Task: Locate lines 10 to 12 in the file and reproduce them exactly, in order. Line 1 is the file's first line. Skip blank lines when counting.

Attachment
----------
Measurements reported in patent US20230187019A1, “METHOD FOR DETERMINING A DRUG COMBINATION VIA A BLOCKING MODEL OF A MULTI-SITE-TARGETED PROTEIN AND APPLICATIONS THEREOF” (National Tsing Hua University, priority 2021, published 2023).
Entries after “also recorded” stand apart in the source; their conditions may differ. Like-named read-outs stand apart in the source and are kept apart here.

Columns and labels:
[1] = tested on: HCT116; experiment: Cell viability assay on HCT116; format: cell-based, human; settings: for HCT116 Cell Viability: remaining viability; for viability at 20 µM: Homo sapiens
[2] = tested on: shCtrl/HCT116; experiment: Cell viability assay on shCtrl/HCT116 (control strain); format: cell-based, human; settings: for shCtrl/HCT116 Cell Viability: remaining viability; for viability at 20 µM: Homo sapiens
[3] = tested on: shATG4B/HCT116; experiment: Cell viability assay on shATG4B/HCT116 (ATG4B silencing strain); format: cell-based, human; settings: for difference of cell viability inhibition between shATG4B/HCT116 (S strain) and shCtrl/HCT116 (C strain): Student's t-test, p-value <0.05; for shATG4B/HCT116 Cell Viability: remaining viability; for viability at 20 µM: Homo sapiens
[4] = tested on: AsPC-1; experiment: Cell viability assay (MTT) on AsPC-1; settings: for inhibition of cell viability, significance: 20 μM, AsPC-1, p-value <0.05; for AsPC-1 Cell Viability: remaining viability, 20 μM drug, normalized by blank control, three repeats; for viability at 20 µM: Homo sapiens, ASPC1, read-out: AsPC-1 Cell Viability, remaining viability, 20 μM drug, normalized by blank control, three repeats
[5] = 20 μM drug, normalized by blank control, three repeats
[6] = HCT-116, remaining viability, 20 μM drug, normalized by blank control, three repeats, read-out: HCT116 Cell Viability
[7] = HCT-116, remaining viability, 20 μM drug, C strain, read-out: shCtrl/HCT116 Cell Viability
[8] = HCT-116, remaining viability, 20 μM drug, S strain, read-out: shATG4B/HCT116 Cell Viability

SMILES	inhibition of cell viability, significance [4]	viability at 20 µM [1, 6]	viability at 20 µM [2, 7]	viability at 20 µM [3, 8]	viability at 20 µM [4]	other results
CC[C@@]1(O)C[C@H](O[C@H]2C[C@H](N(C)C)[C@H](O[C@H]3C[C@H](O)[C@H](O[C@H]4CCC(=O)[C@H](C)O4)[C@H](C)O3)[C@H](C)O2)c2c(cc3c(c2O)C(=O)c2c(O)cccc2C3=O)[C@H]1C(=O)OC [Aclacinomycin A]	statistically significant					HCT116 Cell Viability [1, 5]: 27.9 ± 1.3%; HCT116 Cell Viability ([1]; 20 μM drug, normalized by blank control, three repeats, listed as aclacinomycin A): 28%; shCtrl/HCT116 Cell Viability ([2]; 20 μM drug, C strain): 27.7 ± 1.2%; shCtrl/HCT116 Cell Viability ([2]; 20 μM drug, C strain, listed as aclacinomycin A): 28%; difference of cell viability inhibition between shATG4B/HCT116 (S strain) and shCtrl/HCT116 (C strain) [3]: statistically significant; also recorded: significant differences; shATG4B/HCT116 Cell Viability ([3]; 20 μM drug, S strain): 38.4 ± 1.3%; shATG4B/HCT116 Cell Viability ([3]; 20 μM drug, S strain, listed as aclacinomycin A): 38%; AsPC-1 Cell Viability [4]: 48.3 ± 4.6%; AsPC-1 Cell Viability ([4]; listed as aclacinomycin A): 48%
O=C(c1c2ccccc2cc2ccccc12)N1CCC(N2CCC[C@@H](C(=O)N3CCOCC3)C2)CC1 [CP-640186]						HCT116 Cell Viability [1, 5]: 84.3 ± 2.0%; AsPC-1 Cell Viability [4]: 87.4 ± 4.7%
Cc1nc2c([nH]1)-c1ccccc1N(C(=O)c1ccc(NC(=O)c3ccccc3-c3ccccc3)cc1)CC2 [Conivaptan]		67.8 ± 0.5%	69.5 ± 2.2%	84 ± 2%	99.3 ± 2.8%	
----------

[7] = HCT-116, remaining viability, 20 μM drug, C strain, read-out: shCtrl/HCT116 Cell Viability
[8] = HCT-116, remaining viability, 20 μM drug, S strain, read-out: shATG4B/HCT116 Cell Viability

SMILES	inhibition of cell viability, significance [4]	viability at 20 µM [1, 6]	viability at 20 µM [2, 7]	viability at 20 µM [3, 8]	viability at 20 µM [4]	other results